Housing and Workers’ Rights – Government’s failure is no accident

Tuesday 10 October 2017, 12am

Straight Talking - by John Douglas

The most visible manifestation of Ireland’s housing crisis is the sight of citizens curling up in sleeping bags in shop doorways and lanes in every major city across the country. 

Less visible is the tens of thousands of families forced to exist in cheap bed and breakfasts and hotels moved onto new temporary locations on a daily or weekly basis. 

There are families living out of bags, always ready to be moved on to the next hostel or bed and breakfast. 

Over 3,000 children are living like this, homeless, no place to do their homework, no place to make friends, no place to play – these children are the urban nomads, passed from room to room by a State system which has no compassion and no moral compass. 

This government and recent governments have made the “choice” that this is to be their lot and this is not happening by some social accident.  It is a direct policy decision to privatise the provision of housing to the profit maximising private sector of developers, hoteliers and landlords.  Often these are one and the same person or persons. 

In the 1960s, 1970s and 1980s when the Irish State was not nearly as wealthy as it is now, the Governments of the time, built thousands of social housing units in every corner of Ireland, good quality homes for workers and families, good community places where you made friends, had good neighbours, a place you could call home. 

But in the last number of decades successive governments decided that they were building no more public/social housing, all citizens would be forced to engage with the private sector of bankers, developers and landlords to secure a home, whether or not your income or circumstances were sufficient enough to do so. 

The State stopped building houses and started paying billions of euros to landlords for more and more unsuitable private units to rent to those families which the State ignored. 

The gravy train of rent subsidies for hoteliers, landlords and developers trundles on to this very day, lining the pockets of those who keep our failed government in power.

The present government’s housing policy is akin to re-arranging the deck chairs on the titanic.  They have no intention of solving the problem or upsetting their allies.  They know what they have to do, it’s not rocket science, it’s as simple as “build houses”. 

They have the land, they have the money, what they lack is the will. 

To hide their real agendas they will muddy the waters with talk of planning delays, resource shortages, supply blockages etc., the reality is they have no intention of doing anything. 

The crisis is of their making and is fuelling their own ideological policies of giving all services to the private sector to make profit from what is a basic human right. 

They have done this with healthcare as over 700,000 citizens waiting for care, they have done it with education with thousands of schools under-resourced, they have done it with water services, where the infrastructure has collapsed.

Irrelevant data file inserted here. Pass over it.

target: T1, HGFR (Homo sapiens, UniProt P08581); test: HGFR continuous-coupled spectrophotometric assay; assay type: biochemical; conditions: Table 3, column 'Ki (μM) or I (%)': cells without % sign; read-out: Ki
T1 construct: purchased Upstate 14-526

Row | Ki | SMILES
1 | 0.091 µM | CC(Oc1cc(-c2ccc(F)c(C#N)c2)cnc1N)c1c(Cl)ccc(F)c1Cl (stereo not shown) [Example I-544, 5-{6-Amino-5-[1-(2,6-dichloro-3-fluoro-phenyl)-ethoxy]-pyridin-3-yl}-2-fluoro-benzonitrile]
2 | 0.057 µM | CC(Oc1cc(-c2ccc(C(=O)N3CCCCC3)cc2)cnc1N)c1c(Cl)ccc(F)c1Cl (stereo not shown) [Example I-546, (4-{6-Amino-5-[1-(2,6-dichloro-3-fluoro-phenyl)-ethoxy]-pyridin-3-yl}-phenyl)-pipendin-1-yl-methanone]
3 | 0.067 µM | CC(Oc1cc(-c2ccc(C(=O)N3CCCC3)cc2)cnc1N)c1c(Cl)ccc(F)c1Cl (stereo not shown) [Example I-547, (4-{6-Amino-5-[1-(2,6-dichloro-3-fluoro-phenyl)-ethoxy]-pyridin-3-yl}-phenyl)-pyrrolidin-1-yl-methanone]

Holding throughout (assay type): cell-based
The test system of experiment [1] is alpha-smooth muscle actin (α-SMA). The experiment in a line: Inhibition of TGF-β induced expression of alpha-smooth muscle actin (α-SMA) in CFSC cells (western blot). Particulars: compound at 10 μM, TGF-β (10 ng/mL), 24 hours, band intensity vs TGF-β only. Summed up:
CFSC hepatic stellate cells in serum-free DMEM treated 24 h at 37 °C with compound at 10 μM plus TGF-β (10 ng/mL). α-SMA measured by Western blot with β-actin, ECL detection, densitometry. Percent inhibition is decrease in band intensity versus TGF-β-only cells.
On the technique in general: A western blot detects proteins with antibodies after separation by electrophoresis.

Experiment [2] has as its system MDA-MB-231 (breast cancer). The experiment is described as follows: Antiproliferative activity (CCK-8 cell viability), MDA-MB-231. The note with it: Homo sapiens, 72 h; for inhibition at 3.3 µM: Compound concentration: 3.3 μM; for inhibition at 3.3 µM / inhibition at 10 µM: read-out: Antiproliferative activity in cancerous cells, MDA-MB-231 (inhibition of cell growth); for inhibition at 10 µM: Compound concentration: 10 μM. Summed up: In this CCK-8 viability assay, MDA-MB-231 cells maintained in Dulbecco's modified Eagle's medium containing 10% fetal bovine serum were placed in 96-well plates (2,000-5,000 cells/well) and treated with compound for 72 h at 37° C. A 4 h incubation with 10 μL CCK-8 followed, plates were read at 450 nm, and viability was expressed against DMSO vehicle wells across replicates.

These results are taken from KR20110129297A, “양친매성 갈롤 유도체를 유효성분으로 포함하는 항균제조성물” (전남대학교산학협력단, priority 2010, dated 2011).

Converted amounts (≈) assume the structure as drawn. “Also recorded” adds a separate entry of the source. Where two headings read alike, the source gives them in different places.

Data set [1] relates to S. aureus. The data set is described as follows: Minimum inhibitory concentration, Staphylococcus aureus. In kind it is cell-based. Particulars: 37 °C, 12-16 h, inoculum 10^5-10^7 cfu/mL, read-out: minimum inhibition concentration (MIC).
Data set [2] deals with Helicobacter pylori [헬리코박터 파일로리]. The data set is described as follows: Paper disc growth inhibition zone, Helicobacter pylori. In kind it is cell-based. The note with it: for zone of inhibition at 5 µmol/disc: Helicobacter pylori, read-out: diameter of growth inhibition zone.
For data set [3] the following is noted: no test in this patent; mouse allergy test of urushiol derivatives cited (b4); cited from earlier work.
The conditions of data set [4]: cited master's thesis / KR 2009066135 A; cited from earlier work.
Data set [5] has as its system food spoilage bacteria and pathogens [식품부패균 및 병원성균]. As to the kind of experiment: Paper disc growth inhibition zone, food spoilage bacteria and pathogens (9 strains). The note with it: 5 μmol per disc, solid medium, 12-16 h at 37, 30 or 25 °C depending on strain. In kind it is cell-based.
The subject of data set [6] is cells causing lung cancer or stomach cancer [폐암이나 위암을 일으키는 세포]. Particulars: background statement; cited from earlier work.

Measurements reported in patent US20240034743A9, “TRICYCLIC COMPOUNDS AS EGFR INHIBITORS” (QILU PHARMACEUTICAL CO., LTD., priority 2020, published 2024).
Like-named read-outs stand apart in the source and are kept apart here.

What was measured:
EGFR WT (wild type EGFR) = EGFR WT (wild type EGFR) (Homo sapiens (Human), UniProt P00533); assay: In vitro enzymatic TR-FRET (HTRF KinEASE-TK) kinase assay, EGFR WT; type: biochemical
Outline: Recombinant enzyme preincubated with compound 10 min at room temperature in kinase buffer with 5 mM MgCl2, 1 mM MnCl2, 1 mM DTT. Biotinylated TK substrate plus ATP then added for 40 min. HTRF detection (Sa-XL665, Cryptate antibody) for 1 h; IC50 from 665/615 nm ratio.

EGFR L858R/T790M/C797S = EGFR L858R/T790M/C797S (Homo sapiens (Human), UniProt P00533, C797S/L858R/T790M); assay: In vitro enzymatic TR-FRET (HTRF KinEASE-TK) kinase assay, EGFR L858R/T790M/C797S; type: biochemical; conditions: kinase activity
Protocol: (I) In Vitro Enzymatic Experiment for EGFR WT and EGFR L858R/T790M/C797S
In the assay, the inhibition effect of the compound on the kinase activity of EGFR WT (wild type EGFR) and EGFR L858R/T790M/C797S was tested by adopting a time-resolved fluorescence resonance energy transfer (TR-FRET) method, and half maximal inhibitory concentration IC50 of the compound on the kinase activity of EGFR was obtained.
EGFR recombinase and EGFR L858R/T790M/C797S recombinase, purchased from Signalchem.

See first you create a crisis by starving public services of resources, then you declare that the public sector is inefficient and incapable of providing housing, water, education, healthcare or transport and then you pass it to the private sector to make profits by cherry picking the most profitable parts. 

Simple really, the State washes its hands of its constitutional responsibilities and becomes the paymaster to big business.

Ireland is a wealthy country, but it is a very unequal country as an increasing share of wealth created in Ireland is going to capital (profits, dividends) and the share going to labour (wages) is falling. 

So while productivity increases, wages remain virtually stagnant and that is why workers need to join together collectively in unions and demand a fairer share of private wealth and State wealth. 

That is why workers and their families should only vote for politicians who will represent workers’ interests and the working class.  It is the only real way of making change happen. 

Unions are not perfect, they have not always made the right decisions, but they are the only power workers have and that is why employers and governments spend so much time demonising unions. 

Workers must take responsibility for their unions, they must be active, they must recruit, but most of all they must organise.  A strong workplace is an organised workplace, a workplace where management know the workers’ strength and therefore are afraid to bully or intimidate workers.  

Mandate, your union is building worker power, at work and in our communities, all members are part of this movement, all members have a responsibility for themselves, their colleagues and their union.  Whether it’s Ryanair, Dunnes Stores or Tesco, workers have the solution within themselves, “organise, organise, organise”.

A different Ireland is possible, but it must be won for nothing is given freely.

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If you believe Another Ireland is Possible, come to the Right2Change conference on Saturday, 4th November 2017 where we can discuss alternatives to the current crisis Ireland is facing.

More details and tickets available by clicking here.

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